According to Analysys forecasts, by 2008, VoIP penetration is expected to reach 17% of broadband-enabled households (growing from under 1 million at the end of this year to 11.7 million in 2008), and 23% of broadband-enabled small-business establishments (increasing from less than 100,000 in 2004 to 800,000 in 2008). Together, consumers and small businesses are expected to provide almost 13 million VoIP subscriptions and USD5.7 billion in annual service revenue in 2008. Although this is a significant amount, it represents 2.5% of the 2003 total US telecoms revenue of USD224 billion.

For medium and large businesses VoIP growth is also very strong. Analysys expects the estimated installed base of IP station lines to increase from just over 3 million in 2004 to more than 18 million by the end of 2008. This represents a compound annual growth rate of over 50%.

My view is different. I think VOIP will be the carriers big push and most people won't know that their calls are going over VOIP. While the last few feet initially will be copper twisted pair, the local telcos will be pulling the fiber to the B-Boxes as fast as they can, and having SIP gateways at the CO's as fast as they can. The ILECs and CLEC's in the USA will want to get the VoIP traffic because just like the make tons of money off of the services embedded inside the Class 5 switches such as call waiting, three way calling, call forwarding, call forward busy no answer, they won't want to lose the revenue from the customers they already have who want the better feature set of applications that VOIP and SIP enabled systems can deliver.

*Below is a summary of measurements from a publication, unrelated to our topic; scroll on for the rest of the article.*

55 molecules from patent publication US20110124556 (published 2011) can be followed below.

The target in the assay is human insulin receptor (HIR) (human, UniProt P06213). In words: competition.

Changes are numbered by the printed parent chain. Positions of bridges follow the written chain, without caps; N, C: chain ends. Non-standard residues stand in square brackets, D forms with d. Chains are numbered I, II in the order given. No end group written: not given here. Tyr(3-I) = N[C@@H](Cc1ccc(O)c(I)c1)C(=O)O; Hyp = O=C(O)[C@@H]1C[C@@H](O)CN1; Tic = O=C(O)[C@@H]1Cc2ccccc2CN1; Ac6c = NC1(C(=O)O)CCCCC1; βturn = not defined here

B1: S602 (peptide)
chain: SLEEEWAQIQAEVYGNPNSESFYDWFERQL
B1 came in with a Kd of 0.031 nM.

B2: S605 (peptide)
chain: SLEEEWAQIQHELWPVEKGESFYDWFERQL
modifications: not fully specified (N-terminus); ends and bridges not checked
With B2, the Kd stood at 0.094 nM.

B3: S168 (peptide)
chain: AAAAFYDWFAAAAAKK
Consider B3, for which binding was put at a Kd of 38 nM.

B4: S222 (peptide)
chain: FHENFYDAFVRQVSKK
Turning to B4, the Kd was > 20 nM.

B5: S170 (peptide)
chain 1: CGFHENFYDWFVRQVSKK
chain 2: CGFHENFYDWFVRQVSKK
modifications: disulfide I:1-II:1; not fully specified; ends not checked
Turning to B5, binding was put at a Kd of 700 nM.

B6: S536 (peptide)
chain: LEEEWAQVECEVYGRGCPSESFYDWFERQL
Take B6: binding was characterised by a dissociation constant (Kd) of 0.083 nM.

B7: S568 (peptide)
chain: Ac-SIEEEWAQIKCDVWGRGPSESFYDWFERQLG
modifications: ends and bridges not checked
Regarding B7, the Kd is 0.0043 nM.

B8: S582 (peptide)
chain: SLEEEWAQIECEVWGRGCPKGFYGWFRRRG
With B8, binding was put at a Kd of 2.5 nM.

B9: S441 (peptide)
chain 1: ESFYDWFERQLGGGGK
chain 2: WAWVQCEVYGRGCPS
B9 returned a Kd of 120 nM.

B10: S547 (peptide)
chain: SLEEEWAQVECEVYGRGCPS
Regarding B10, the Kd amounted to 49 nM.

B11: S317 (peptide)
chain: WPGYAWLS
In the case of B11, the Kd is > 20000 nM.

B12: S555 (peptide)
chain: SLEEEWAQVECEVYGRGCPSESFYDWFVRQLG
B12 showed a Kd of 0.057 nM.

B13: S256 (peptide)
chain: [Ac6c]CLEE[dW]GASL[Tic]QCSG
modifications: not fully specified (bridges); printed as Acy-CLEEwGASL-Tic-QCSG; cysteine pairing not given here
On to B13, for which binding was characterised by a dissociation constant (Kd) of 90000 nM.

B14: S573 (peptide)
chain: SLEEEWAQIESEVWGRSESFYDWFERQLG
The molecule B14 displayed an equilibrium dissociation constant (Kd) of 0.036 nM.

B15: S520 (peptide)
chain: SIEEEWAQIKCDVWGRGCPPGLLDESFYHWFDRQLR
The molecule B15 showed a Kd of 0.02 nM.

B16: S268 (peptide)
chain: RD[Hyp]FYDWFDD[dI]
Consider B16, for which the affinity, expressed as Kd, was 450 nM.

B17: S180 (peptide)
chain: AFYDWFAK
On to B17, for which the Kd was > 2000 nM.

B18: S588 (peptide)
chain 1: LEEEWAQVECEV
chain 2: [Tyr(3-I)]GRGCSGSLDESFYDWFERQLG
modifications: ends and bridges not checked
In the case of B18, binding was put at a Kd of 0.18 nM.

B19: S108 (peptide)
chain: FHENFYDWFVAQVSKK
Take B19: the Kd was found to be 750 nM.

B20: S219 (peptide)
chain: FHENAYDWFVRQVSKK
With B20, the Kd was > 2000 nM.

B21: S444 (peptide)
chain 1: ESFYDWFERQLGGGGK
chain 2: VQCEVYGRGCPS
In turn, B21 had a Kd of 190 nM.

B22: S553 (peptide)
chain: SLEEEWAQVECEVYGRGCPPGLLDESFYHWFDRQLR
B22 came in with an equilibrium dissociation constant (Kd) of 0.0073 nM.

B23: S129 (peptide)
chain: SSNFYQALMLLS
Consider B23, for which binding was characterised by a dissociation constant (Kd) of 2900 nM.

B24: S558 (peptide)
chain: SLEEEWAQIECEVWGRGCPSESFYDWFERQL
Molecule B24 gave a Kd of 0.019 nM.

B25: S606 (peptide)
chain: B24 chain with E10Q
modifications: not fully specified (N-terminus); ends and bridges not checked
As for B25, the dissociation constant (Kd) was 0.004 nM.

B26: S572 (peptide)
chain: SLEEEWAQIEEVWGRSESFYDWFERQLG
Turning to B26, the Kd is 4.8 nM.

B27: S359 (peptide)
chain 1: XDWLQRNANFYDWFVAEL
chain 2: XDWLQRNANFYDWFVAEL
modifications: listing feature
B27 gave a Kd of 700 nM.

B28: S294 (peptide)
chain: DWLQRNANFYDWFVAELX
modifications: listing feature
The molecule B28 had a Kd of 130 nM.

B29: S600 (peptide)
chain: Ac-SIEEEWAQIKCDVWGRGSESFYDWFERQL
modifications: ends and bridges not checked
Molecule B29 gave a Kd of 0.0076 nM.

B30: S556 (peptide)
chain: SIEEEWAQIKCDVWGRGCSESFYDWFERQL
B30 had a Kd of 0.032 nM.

Thus, I think the market by 2008 will be much bigger. It's just how you count when it comes to research and statistics.

Net2Phone Platforms Wi-Fi VOIP

Net2Phone (NASDAQ: NTOP) a long time pioneer in the VoIP space, and a company which always has innovated, has become the first of the SIP based VoIP companies to firmly say, we're playing in the WiFi space with their announcement today.

While much of this is saying "we can do this" rather than "we are doing this" the underlying theme is that Net2Phone wants to be the wireless carriers first thought when it comes to adding telephony services.